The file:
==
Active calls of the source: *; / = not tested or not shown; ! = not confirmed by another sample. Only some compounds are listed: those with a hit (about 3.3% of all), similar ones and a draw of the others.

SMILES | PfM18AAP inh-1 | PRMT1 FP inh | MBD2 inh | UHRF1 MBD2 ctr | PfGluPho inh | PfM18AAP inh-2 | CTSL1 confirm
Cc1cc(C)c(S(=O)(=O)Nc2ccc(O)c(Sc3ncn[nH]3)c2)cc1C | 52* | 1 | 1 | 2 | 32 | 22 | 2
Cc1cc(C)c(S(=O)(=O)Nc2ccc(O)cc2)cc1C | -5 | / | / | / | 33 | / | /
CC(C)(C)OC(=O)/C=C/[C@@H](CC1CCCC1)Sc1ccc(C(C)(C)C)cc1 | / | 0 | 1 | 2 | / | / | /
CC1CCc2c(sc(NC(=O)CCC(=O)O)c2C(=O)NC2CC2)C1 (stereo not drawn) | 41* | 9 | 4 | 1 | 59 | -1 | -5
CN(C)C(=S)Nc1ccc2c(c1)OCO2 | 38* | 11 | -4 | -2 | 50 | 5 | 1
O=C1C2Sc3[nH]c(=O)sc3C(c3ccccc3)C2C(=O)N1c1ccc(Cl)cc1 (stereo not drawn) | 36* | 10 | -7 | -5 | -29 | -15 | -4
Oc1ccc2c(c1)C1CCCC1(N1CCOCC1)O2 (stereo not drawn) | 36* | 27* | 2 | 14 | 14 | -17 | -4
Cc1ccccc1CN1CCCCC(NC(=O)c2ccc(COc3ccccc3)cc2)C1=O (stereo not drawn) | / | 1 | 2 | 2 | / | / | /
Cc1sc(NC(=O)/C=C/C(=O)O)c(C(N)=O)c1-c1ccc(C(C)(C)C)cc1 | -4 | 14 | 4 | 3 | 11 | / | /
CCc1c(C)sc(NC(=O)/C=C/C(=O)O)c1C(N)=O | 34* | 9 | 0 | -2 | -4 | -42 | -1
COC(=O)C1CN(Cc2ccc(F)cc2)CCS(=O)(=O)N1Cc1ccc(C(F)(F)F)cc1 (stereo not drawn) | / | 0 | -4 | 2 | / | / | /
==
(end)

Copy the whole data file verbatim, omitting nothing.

Active calls of the source: *; / = not tested or not shown; ! = not confirmed by another sample. Only some compounds are listed: those with a hit (about 3.3% of all), similar ones and a draw of the others.

SMILES | PfM18AAP inh-1 | PRMT1 FP inh | MBD2 inh | UHRF1 MBD2 ctr | PfGluPho inh | PfM18AAP inh-2 | CTSL1 confirm
Cc1cc(C)c(S(=O)(=O)Nc2ccc(O)c(Sc3ncn[nH]3)c2)cc1C | 52* | 1 | 1 | 2 | 32 | 22 | 2
Cc1cc(C)c(S(=O)(=O)Nc2ccc(O)cc2)cc1C | -5 | / | / | / | 33 | / | /
CC(C)(C)OC(=O)/C=C/[C@@H](CC1CCCC1)Sc1ccc(C(C)(C)C)cc1 | / | 0 | 1 | 2 | / | / | /
CC1CCc2c(sc(NC(=O)CCC(=O)O)c2C(=O)NC2CC2)C1 (stereo not drawn) | 41* | 9 | 4 | 1 | 59 | -1 | -5
CN(C)C(=S)Nc1ccc2c(c1)OCO2 | 38* | 11 | -4 | -2 | 50 | 5 | 1
O=C1C2Sc3[nH]c(=O)sc3C(c3ccccc3)C2C(=O)N1c1ccc(Cl)cc1 (stereo not drawn) | 36* | 10 | -7 | -5 | -29 | -15 | -4
Oc1ccc2c(c1)C1CCCC1(N1CCOCC1)O2 (stereo not drawn) | 36* | 27* | 2 | 14 | 14 | -17 | -4
Cc1ccccc1CN1CCCCC(NC(=O)c2ccc(COc3ccccc3)cc2)C1=O (stereo not drawn) | / | 1 | 2 | 2 | / | / | /
Cc1sc(NC(=O)/C=C/C(=O)O)c(C(N)=O)c1-c1ccc(C(C)(C)C)cc1 | -4 | 14 | 4 | 3 | 11 | / | /
CCc1c(C)sc(NC(=O)/C=C/C(=O)O)c1C(N)=O | 34* | 9 | 0 | -2 | -4 | -42 | -1
COC(=O)C1CN(Cc2ccc(F)cc2)CCS(=O)(=O)N1Cc1ccc(C(F)(F)F)cc1 (stereo not drawn) | / | 0 | -4 | 2 | / | / | /